Warning: This post does not have a point. I apologize for the weirdness and pointlessness of it in advance.
The desert is nice and all, but recently I've been feeling an intense desire to go somewhere that's, well... Wet. And green.
I don't really know why I love moisture and precipitation so much. I don't know why the thought of big thunderclouds approaching on the horizon brings me such joy. I'm sure it has something to do with the fact that I've been living in the Utah desert for 13 years. I'm sure it also doesn't help that it has been 100 degrees here recently. But the fact of the matter is that I love rain. I crave it. Overcast days make me happy. And when it rains... Well, I feel euphoric. Sunny days, on the other hand, just feel: Oppressive, deadening, exhausting.
It annoys me when the weatherman or the people at work get upset because it's overcast or because it might rain - and then they tell me I'm weird when I say that I like clouds and rain and so on and so forth. They ask me if I'm "emo."
My response: "We live in Utah. It's the desert. You have lots and lots and lots and lots and lots of time to play and melt in the sun. Are you really going to get upset because 30 of the 365 days in the year aren't witheringly hot and bright and sunburny and all that?"
Even when it does rain here, nine times out of ten it sprinkles for ten minutes and then it's over and we're left to look forward to our next "rainstorm" in four months.
Of course, everyone responds: "You should move to Seattle."
And, well, I would if I could. One of my dreams is to move to Portland or Seattle or anywhere on the Olympic Peninsula. In fact, from every description I've read, those places sound like paradise on Earth. They get lots of moisture, they have lots of big, growing, green things, and lots of little streams and rivers and so on. So, in other words, they're kind of the opposite of Utah.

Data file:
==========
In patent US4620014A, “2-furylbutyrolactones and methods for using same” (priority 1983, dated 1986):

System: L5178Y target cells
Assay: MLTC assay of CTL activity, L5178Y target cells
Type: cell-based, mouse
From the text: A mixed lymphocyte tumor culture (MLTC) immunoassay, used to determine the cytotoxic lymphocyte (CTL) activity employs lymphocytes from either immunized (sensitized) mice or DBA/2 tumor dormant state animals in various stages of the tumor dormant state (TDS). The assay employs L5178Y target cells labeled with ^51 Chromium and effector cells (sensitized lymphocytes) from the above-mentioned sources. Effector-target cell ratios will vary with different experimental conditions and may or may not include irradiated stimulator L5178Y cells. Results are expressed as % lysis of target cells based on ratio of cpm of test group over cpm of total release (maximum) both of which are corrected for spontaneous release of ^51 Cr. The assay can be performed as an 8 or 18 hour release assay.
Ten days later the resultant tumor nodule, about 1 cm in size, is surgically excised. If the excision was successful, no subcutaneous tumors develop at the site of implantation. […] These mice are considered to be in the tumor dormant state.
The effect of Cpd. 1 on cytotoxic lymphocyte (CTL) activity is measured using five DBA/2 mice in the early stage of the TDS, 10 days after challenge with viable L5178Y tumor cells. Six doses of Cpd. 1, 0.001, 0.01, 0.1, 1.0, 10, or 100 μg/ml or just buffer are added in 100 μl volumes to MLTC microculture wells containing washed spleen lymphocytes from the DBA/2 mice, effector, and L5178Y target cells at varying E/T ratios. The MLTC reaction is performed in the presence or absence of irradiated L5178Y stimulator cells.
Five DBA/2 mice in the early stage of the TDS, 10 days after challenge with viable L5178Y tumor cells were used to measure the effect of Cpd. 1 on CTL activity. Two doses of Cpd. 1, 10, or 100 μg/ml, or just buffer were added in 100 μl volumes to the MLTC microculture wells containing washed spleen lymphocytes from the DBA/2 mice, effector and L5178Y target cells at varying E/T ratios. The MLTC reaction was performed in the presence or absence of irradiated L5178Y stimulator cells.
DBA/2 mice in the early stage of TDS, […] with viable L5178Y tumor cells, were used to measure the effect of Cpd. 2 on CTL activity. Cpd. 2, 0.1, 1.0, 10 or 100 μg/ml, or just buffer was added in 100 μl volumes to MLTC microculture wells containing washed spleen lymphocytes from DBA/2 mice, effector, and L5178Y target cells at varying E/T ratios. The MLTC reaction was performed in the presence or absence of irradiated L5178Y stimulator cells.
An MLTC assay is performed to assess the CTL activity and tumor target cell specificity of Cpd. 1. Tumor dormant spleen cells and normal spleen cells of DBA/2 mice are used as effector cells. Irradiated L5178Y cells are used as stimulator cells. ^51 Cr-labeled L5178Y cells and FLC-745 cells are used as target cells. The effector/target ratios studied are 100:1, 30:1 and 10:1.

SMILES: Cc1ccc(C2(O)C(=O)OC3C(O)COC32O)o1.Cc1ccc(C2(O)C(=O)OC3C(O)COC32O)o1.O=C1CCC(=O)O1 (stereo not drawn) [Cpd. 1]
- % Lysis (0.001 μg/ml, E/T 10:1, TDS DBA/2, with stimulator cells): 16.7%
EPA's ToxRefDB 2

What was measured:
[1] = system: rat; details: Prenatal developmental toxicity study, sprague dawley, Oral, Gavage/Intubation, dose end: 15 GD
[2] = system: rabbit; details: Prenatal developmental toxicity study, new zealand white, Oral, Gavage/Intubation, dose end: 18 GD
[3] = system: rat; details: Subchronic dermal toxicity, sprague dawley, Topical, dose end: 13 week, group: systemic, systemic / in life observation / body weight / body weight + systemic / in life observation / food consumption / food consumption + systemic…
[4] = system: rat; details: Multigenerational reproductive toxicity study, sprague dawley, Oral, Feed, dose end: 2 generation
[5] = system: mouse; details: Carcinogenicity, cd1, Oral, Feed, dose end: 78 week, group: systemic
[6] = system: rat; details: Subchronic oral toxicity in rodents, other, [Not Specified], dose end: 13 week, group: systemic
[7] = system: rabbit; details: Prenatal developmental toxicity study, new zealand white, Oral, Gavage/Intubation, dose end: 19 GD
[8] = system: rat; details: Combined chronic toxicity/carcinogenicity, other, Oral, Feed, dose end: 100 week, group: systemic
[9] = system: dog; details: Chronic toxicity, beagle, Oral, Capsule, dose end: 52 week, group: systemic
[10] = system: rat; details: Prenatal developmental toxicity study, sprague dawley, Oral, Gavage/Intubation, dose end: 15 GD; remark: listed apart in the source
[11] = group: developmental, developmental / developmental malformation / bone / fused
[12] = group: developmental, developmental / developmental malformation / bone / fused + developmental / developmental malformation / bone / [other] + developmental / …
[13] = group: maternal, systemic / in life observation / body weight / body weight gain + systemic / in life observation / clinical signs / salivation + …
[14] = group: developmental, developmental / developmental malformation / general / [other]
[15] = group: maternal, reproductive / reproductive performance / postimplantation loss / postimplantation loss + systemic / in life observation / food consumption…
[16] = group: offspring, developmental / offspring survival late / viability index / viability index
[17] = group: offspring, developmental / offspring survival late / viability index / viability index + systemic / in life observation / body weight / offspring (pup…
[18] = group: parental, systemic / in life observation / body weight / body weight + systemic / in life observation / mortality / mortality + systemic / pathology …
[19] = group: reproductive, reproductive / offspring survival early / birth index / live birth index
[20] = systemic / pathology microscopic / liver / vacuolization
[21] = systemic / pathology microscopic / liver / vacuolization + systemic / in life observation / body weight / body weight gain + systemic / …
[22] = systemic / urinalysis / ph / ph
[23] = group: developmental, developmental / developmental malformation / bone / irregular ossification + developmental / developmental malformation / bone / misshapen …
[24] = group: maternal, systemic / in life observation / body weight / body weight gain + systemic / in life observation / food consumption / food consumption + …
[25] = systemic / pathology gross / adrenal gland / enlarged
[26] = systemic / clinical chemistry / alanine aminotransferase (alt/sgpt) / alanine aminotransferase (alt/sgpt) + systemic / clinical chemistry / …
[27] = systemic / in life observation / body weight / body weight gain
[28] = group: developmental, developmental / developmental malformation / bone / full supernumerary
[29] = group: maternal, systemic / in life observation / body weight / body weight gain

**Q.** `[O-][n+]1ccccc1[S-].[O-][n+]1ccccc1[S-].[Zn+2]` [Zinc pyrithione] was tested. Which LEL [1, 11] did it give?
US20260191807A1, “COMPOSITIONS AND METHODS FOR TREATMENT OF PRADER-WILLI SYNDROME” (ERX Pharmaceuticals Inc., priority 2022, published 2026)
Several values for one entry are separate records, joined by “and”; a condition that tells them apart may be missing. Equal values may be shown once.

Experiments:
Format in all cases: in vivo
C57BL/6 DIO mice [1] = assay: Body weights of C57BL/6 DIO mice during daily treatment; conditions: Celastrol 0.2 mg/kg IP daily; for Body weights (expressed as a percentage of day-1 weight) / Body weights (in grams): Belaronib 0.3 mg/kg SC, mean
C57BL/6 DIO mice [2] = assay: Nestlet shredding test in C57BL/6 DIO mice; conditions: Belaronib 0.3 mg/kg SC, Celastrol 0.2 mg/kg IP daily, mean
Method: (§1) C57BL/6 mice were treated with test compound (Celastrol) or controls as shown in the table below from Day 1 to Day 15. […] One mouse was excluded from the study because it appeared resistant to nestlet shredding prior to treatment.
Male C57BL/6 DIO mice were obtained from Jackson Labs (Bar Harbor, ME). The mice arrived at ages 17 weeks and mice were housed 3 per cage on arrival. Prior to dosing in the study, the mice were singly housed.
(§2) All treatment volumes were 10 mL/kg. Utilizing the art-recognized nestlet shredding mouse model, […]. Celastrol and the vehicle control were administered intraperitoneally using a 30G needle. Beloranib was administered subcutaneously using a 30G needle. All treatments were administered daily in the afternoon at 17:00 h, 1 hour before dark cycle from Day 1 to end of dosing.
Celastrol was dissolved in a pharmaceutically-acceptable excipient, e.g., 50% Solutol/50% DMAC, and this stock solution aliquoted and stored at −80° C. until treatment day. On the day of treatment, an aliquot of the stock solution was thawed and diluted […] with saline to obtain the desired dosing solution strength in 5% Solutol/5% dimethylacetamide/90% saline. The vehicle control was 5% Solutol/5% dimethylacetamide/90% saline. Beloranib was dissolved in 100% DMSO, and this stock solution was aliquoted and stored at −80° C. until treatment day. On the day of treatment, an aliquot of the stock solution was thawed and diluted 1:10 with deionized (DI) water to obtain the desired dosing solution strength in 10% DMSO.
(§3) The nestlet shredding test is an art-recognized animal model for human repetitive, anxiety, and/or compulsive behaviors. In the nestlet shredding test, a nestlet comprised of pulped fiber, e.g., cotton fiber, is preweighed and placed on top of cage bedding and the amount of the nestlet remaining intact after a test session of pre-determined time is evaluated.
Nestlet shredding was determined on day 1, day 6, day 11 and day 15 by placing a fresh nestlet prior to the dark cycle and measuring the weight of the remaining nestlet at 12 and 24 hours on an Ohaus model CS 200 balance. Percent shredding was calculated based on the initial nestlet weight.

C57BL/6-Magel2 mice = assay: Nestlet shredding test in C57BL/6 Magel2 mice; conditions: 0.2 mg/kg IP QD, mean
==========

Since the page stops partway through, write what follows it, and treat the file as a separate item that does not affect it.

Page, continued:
Of course, I might change my mind after a few months in Seattle. I'm sure the strong attraction I feel to those places has at least something to do with how very different they are from Utah. Perhaps I'd go there, get tired of the constant rain, and then decide I really just want to live in a place where you can expect more than three rainy days in a year. Of course, I don't want tornadoes and I don't want flooding - but I have to believe there's a happy medium out there.
...In the meantime, I've taken to Googling pictures of thunder clouds and rain and staring at them, daydreaming that I'm living somewhere where real, honest thunderstorms are more than just the stuff of fantasy. Somewhere where you can look out in the distance and see those big, epic thunder clouds approaching and where you can wake up to the sound of rain on your window.
I like pictures like these: